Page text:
How to choose the right skirt shape

Are you skirt savvy? Do you know which skirt style is best for your body shape? Knowing this can help you choose the right sewing pattern for you!

What’s the best length skirt for you?

Whether you like it or not, the following factors come into play when choosing what skirt length is best for you. Skirt shape, your shape and then governed only a little by the fashion of the time! So here’s how to choose the right skirt shape.

Skirt shape

The right hemline for you will depend on the shape and cut of the skirt. Age shouldn’t matter but many women will draw the line at wearing a certain skirt styles such as a mini length skirt if like us, you hate your knees or have chunkier legs (although a thick pair of tights can often solve problem!).

Choosing a skirt style

  • The length of the hemline constantly changes with the times, but it’s important to stick with a length that flatters you the best. The best length is often where the hem hits the leanest part of your legs – usually mid-thigh, just above or below the knee. Hems should sit straight when the skirt is on, without dipping front or back, if they don’t the fit isn’t right for you.
  • Pretty obvious but worth a mention, pattern size is important. If the skirt is too tight, it will feel uncomfortable and pull in all the wrong places but if too lose, it will look frumpy and hang off you. Both can alter how the hemline looks on the final garment.
  • Always wear the heels you plan to wear with the skirt when measuring a hemline and check in the mirror to see how it looks all round.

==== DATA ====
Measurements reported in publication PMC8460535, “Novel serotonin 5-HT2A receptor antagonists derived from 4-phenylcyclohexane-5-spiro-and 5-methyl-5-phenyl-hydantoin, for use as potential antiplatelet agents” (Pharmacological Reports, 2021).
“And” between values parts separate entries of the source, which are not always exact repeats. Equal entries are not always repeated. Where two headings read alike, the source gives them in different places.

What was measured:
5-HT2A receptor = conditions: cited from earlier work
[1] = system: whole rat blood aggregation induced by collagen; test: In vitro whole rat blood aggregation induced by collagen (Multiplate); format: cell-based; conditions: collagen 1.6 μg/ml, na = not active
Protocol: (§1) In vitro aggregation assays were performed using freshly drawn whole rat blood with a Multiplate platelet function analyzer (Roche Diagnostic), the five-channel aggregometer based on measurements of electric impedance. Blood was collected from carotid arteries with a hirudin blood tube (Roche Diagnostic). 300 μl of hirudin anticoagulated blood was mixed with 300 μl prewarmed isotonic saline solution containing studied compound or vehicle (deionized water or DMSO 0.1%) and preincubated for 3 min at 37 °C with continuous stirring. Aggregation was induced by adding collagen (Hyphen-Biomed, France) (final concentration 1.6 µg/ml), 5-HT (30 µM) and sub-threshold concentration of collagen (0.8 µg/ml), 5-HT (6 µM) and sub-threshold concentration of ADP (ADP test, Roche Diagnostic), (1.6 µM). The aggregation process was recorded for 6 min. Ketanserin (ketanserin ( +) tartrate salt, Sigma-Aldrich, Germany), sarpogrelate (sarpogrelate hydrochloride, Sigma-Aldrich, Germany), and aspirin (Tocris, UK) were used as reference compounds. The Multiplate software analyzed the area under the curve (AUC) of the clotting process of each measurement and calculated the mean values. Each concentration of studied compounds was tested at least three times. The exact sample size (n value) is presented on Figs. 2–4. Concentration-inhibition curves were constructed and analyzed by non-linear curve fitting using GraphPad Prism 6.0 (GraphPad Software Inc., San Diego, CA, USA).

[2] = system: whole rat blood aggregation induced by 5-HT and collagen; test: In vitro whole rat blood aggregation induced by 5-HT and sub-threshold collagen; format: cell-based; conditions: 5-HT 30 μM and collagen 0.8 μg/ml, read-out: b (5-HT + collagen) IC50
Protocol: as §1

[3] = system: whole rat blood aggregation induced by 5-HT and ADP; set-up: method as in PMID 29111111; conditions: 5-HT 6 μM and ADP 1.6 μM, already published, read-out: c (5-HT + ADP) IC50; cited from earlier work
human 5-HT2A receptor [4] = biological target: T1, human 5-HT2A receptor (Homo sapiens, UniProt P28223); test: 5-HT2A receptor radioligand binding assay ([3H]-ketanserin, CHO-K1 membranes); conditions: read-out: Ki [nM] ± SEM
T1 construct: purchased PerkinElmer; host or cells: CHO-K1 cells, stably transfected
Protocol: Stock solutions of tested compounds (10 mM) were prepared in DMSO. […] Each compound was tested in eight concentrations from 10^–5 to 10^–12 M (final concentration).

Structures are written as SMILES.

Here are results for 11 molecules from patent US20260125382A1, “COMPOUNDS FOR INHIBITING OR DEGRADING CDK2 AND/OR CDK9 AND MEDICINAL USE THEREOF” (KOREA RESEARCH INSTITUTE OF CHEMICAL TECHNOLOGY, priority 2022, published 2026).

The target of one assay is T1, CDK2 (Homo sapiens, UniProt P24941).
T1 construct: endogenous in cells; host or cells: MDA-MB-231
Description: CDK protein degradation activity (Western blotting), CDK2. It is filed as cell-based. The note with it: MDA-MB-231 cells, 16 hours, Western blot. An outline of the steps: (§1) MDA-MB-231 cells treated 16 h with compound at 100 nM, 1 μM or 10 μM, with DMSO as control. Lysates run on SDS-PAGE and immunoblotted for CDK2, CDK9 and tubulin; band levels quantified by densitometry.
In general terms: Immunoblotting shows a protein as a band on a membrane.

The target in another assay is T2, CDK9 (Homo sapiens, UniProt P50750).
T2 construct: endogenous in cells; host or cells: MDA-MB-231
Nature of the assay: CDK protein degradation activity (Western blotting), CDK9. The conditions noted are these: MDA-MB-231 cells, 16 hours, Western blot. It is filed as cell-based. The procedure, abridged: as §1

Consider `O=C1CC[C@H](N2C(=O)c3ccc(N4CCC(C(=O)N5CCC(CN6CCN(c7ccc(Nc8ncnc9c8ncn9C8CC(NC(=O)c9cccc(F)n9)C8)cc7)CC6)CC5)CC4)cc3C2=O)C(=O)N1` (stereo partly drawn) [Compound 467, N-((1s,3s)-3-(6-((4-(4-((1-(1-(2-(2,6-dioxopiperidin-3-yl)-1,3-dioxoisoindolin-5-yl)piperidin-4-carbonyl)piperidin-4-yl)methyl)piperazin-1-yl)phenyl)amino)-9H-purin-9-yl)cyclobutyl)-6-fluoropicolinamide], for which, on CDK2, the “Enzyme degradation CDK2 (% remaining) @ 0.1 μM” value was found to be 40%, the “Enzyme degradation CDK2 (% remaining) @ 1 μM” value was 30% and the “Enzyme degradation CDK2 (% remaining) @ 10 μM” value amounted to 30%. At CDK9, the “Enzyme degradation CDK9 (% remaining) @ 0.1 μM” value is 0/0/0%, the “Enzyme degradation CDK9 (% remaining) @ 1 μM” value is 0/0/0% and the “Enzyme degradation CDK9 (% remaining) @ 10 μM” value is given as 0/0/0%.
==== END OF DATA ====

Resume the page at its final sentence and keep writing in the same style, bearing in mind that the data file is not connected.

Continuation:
Body shapes

Petite

Choose a knee length slim fitting skirt such as pencil, wrap or A-line. Make in a lightweight to medium weight fabrics. Skirts with slits either centre or off-centre are great for making your legs look longer. Stay clear of frilly bits and embellishment as these can also make you look dumpy.

Apple or Pear Shape

Select a skirt shape that shows off your legs and draws the attention away from your lack of a waistline. Choose a skirt pattern with a drop waist or no waistband such as A-Line and pencil skirts. Bottom heavy figures should avoid any frilly styling around the middle such as pleats, darts and front pockets.

Top Heavy Shapes

Skirts should aim to even out your top and bottom so choose A-line skirts and skirts with volume such as tiers, dropped waists and pleats.

Hour-glass curves

Pick skirts with more subtle shaping like A-Line and other styles that have a defined waist such as a yoke or tulip. Skirts with subtle tapering and flat fronts look understated and stylish. Select more fluid fabrics to skim over curves. Avoid boxy style skirts and stiff fabrics. Adding peplums and flounces to accentuate your curves like the Charlotte skirt from By Hand London.

Boyfriend straight up figures

Anyone this shape needs to choose a skirt that will create a defined waist. Choose skirts with high waists or detailing such as pleats, slits, belts, panels, wrap around, slant pockets, and asymmetrical skirts and those cut on the bias. Maxi skirts also suit straight up and down kinda gals too.